The trillion-dollar decline in Chinese technology stocks marks a $1.1 trillion drop in the market value of Internet giants since February. Investors are deeply concerned about large technology, electric car manufacturers, and streaming services.
A round of regulatory challenges has fundamentally shaken this argument. Only after Beijing promised to strengthen its control over data collection and foreign trade this week, the market value of China’s Internet industry stocks fell by about $200 billion.
According to Bloomberg’s calculations, the index fell by more than $1.1 trillion from the February 17 high, and the index fell 35%. Since February, China’s Internet stock indicators have fallen by more than one-third.
China’s key to data-driven giants such as Didi Global has created a new round of uncertainty for investors who have been under scrutiny in areas such as financial technology, antitrust practices, and extracurricular learning.
In addition to large-scale technology, stocks related to real-time marketing, electric vehicle manufacturing, and education also appear vulnerable. “Given the uncertainty of the degree of regulatory tightening, it is currently impossible to set an appropriate or acceptable discount,” said Catherine Chan, a Hong Kong analyst at Union Bancaire Privée.
“It is possible to further simplify existing research and research in new areas,” he said. Beijing’s control of data collection may affect industries from grocery delivery to transportation and online entertainment to financial technology and online markets.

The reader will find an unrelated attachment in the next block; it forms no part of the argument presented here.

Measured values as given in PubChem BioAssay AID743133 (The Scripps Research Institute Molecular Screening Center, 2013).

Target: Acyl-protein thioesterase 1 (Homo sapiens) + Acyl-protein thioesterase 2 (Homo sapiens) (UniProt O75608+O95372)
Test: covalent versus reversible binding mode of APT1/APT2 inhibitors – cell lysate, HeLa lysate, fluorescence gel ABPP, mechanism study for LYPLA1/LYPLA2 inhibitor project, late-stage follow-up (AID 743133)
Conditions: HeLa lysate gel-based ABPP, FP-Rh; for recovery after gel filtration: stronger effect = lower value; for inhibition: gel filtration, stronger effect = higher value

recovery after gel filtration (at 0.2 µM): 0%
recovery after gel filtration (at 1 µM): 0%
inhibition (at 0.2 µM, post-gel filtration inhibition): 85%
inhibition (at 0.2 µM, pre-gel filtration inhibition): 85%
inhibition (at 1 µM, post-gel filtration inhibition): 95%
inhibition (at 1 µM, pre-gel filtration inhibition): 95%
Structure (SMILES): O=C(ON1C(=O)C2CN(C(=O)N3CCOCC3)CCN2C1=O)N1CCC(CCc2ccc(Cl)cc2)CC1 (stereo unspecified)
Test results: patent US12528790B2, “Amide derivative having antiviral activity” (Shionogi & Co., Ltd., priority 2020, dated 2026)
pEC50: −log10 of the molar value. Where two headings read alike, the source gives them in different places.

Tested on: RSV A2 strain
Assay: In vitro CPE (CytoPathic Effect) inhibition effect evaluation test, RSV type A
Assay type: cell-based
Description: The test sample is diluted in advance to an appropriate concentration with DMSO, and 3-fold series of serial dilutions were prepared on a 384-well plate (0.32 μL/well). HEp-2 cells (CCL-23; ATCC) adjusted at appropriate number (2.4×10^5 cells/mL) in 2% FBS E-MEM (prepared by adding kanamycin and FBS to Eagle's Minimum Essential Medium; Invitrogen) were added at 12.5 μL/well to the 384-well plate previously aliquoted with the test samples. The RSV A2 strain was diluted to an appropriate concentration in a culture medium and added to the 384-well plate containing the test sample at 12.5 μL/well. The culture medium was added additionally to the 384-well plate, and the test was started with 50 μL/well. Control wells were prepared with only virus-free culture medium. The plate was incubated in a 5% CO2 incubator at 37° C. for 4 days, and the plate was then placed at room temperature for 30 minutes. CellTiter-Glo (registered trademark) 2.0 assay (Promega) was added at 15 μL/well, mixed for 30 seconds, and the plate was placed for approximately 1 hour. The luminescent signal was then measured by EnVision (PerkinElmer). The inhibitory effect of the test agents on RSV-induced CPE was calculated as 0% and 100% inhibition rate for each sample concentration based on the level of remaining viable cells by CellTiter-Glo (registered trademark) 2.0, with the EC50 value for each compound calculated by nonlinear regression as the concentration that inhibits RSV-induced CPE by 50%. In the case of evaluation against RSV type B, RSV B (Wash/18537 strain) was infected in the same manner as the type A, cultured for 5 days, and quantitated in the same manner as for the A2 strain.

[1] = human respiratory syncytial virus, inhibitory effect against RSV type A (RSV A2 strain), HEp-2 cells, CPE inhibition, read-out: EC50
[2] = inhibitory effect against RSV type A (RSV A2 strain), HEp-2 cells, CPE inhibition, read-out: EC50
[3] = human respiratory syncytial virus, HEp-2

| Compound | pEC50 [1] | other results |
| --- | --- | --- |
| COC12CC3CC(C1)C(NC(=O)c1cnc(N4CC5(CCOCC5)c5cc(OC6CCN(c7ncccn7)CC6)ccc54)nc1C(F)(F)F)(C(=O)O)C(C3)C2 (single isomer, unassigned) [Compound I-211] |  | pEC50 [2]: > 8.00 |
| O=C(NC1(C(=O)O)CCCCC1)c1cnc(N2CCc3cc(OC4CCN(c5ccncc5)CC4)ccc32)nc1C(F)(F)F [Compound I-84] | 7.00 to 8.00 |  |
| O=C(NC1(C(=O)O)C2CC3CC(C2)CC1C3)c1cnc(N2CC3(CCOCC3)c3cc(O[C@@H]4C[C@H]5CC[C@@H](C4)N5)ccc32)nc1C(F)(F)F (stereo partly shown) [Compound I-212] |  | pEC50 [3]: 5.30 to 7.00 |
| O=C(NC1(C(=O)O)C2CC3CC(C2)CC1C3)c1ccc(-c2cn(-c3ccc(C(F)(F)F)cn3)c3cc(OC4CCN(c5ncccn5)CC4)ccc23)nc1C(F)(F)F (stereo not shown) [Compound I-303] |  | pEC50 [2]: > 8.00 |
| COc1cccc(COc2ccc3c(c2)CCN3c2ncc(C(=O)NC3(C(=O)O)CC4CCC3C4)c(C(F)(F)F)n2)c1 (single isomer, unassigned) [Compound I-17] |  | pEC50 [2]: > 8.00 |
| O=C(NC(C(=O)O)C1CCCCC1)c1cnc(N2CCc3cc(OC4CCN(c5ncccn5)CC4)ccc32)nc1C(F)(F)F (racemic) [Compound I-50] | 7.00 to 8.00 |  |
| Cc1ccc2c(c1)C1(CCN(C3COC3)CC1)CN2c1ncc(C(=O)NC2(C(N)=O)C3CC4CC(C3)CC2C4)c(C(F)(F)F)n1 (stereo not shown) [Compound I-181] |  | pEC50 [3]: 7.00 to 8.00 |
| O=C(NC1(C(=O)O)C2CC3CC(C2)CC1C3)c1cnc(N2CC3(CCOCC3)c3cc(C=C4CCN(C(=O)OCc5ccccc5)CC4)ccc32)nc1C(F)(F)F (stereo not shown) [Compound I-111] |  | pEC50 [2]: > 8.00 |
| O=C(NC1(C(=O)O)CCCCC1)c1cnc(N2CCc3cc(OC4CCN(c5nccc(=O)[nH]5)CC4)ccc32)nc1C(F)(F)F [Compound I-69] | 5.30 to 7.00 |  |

Online marketing platforms have become “very popular” and may become another area of activity. Zurich GAM fund manager Jiang Shi-Cortez said that Kuaishou Technology, one of China’s most popular live broadcast platforms, fell 17% this week.
The worst since February. Market Chinese technology stocks fell by US$1 trillion, indicating that buyers are skeptical of Ishik Mukherjee at 5:30 am on July 10, 2021. GMT +5:30 Since February, the market value of Internet giants has evaporated by $1.1 trillion.
The stock market has devalued China’s technological repressive measures. Still, a new round of regulatory concerns has completely shaken this argument: this week alone, the market value of Chinese Internet stocks has fallen by approximately $2001 billion.
How does Beijing promise to strengthen control over overseas data collection and listing?
China’s Internet stock index has fallen since China began to collect data from giants such as Didi Global. According to Bloomberg’s calculations, it is down more than $1.1 trillion from its February 17 high. The index is down 35%.
This has brought a new round of uncertainty to investors who have been scrutinized in areas such as financial technology, antitrust laws, and extracurricular learning. In addition to large technology stocks, stocks from real-time marketing, electric vehicle manufacturing, and education also appear vulnerable.
“Given the uncertainty of the degree of regulatory tightening, it is currently impossible to determine an appropriate or acceptable discount,” said Catherine Chan, an analyst at Union Bancaire Privée in Hong Kong.
“It can strengthen existing research” and study new areas,” he said. Beijing’s data-oriented Chinese technology collapse funding, the United States Beijing’s control of data collection may affect industries from grocery delivery, transportation, and online entertainment to the Internet and financial technology markets.
According to Genesis Cortes, direct selling platforms have “become very popular” and may become another area of regulatory concern.
Kuaishou Technology, one of China’s most popular live broadcast platforms, fell 17% this week, the biggest drop since February. It potentially collects and analyzes vehicle operating data.
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